An interesting development is presenting vibrant new work opportunities to South African professionals. Here’s a look at the hiring storm that is allowing individuals with the right skills to take up well-paid international job opportunities – without the hassle of an actual relocation.
We’re all aware of South Africa’s alarming unemployment rate, which the World Economic Forum estimates could hit the 35.6 percent mark during the course of this year. But those South African companies with positions that need filling are also struggling to hire the skilled talent that they need, in what credit ratings company Moody’s has described in a BusinessTech piece as “a massive skills mismatch”.
While government has introduced various initiatives (ranging from a new Mining Charter, the Black Business Supplier Development Programme, and the Youth Employment Service, among others) to remedy the situation – especially among our 59.6 percent unemployed youth aged 15 to 24, according to Stats SA – the IMF has warned that these initiatives are not likely to generate the “material, longer-term gains” needed within the country.
In the meantime, a group of senior and highly skilled professionals are finding themselves in high demand among European and North American companies, to the extent where they can call the shots – including being able to work for firms based in appropriate time zones, without having to go to the trouble of moving lock, stock and barrel overseas.
What is virtual emigration?
According to the experts at Virtual Emigration, a company supplying talent offshore, the concept on which their name is based refers to a “cross-border relationship where an employee performs employment services while not in the [same] jurisdiction”; as opposed to simply working from home for a company based in the self same country. In effect, the laws and regulations of more than one country then apply to such a person’s employment contract.
A positive of the pandemic
It is clear, then, that the best outcome of the COVID-19 pandemic was that it showed employers – ranging from those at big corporates and international companies, to those heading up start-ups and entrepreneurial endeavours – that it is completely viable for qualified and motivated individuals and their teams to deliver on their job descriptions; and even to complete high-level and complex projects from wherever each person with an online device happens to be located.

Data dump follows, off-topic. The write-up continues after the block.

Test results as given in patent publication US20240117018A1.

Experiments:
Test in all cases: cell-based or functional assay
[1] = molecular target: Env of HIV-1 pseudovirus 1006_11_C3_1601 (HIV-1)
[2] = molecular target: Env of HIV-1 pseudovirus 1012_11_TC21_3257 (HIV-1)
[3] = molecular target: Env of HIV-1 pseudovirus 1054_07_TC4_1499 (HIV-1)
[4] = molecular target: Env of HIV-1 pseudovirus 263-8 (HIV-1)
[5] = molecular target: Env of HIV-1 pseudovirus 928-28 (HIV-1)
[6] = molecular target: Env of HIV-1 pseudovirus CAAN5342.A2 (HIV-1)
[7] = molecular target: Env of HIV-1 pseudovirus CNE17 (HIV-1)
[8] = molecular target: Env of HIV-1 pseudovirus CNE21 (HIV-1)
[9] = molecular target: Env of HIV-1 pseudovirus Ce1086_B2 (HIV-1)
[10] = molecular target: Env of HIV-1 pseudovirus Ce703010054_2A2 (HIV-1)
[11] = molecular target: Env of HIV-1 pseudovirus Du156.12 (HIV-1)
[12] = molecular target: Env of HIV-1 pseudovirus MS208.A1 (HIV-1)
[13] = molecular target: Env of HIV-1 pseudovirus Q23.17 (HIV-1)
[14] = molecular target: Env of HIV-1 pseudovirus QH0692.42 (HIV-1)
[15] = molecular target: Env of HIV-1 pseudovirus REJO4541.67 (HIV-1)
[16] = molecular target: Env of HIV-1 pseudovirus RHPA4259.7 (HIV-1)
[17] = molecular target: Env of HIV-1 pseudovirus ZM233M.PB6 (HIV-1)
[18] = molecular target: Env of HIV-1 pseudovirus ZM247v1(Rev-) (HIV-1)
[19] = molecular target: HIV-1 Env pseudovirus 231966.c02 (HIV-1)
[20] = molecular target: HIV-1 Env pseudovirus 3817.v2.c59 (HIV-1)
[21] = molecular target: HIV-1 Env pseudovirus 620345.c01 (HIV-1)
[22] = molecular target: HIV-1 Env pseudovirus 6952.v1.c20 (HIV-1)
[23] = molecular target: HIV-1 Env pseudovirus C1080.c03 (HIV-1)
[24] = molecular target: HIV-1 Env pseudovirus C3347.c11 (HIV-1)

Why the demand for South Africans?
Just a few of the reasons why our senior executives are so sought after in the international arena, particularly in industries such as engineering, IT, accounting and auditing, medical specialities, management experience, and other forms of specialist knowledge, is because:
- We are known to be extremely hard workers;
- We are more affordable to hire, due to the Rand-Dollar or Rand-Euro exchange rate, than anyone who is a European, British, American or Canadian national;
- Our spoken English is universally easy to understand, being our primary business language despite having 11 locally spoken official languages;
- Our time zone is highly compatible with cities such as London, Paris or Amsterdam, while meetings can easily be accommodated with team members located on the East Coast of the States.
The local challenge
The question we need to ask, then, is where does this situation of virtual emigration (be it permanent, contract or freelance) – which is leaching local talent out of its own emptying skills pool – leave South African companies with high-calibre positions to fill?
My thinking is that employers, their HR teams and recruitment firms across the board must think outside the box to attract the talent that they seek. This could involve bringing individuals, who have previously left a company to study further or increase their skills base at another firm, back into the fold. Or it could mean offering fixed-term contracts, which provide highly skilled individuals with more flexbility and higher pay than a longer-term permanent position would involve.
It certainly does require collaborating across industries and networks to ensure that a pipeline of talent is continuously being recruited from tertiary institutions. Employing this method means that the best of the bunch are being hired each year to take up intern, junior, and later more advanced positions – as they gather the skills, knowledge, qualifications and experience necessary to lead these professions and industries, before they have a chance to consider seeking offshore perks.